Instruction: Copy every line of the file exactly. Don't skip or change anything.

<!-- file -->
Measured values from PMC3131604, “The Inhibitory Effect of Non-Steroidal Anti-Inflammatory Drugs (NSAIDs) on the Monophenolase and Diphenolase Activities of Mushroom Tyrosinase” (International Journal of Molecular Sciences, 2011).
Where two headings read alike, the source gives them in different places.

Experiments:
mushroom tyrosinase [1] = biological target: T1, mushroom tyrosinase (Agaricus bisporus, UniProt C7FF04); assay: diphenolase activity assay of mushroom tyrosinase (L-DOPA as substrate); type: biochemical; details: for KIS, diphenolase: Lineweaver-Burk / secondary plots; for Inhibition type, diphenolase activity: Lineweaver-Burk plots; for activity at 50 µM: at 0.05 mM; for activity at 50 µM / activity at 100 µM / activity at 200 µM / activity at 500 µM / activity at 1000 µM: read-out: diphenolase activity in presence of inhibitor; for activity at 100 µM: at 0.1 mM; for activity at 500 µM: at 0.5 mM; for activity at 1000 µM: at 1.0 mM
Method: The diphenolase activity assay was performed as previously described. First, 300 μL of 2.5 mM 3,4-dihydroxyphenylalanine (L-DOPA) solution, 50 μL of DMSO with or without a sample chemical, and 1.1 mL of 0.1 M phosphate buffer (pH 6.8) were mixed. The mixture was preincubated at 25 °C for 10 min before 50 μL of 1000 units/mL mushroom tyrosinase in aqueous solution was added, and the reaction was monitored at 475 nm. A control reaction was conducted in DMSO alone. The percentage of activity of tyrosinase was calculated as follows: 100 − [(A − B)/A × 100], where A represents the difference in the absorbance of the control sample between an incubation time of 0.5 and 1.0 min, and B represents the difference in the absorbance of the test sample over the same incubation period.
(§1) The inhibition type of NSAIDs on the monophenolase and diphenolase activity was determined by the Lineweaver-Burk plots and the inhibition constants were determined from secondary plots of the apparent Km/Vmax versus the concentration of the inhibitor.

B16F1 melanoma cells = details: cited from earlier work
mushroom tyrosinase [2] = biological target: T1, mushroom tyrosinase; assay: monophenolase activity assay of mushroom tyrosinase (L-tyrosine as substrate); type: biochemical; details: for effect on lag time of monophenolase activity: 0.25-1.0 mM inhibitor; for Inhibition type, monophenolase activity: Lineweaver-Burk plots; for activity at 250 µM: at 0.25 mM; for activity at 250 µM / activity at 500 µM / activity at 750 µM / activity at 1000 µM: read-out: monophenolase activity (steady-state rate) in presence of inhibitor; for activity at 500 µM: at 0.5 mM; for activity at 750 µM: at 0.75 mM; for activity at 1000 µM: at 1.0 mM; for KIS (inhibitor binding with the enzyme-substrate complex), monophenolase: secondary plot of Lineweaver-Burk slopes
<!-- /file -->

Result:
Measured values from PMC3131604, “The Inhibitory Effect of Non-Steroidal Anti-Inflammatory Drugs (NSAIDs) on the Monophenolase and Diphenolase Activities of Mushroom Tyrosinase” (International Journal of Molecular Sciences, 2011).
Where two headings read alike, the source gives them in different places.

Experiments:
mushroom tyrosinase [1] = biological target: T1, mushroom tyrosinase (Agaricus bisporus, UniProt C7FF04); assay: diphenolase activity assay of mushroom tyrosinase (L-DOPA as substrate); type: biochemical; details: for KIS, diphenolase: Lineweaver-Burk / secondary plots; for Inhibition type, diphenolase activity: Lineweaver-Burk plots; for activity at 50 µM: at 0.05 mM; for activity at 50 µM / activity at 100 µM / activity at 200 µM / activity at 500 µM / activity at 1000 µM: read-out: diphenolase activity in presence of inhibitor; for activity at 100 µM: at 0.1 mM; for activity at 500 µM: at 0.5 mM; for activity at 1000 µM: at 1.0 mM
Method: The diphenolase activity assay was performed as previously described. First, 300 μL of 2.5 mM 3,4-dihydroxyphenylalanine (L-DOPA) solution, 50 μL of DMSO with or without a sample chemical, and 1.1 mL of 0.1 M phosphate buffer (pH 6.8) were mixed. The mixture was preincubated at 25 °C for 10 min before 50 μL of 1000 units/mL mushroom tyrosinase in aqueous solution was added, and the reaction was monitored at 475 nm. A control reaction was conducted in DMSO alone. The percentage of activity of tyrosinase was calculated as follows: 100 − [(A − B)/A × 100], where A represents the difference in the absorbance of the control sample between an incubation time of 0.5 and 1.0 min, and B represents the difference in the absorbance of the test sample over the same incubation period.
(§1) The inhibition type of NSAIDs on the monophenolase and diphenolase activity was determined by the Lineweaver-Burk plots and the inhibition constants were determined from secondary plots of the apparent Km/Vmax versus the concentration of the inhibitor.

B16F1 melanoma cells = details: cited from earlier work
mushroom tyrosinase [2] = biological target: T1, mushroom tyrosinase; assay: monophenolase activity assay of mushroom tyrosinase (L-tyrosine as substrate); type: biochemical; details: for effect on lag time of monophenolase activity: 0.25-1.0 mM inhibitor; for Inhibition type, monophenolase activity: Lineweaver-Burk plots; for activity at 250 µM: at 0.25 mM; for activity at 250 µM / activity at 500 µM / activity at 750 µM / activity at 1000 µM: read-out: monophenolase activity (steady-state rate) in presence of inhibitor; for activity at 500 µM: at 0.5 mM; for activity at 750 µM: at 0.75 mM; for activity at 1000 µM: at 1.0 mM; for KIS (inhibitor binding with the enzyme-substrate complex), monophenolase: secondary plot of Lineweaver-Burk slopes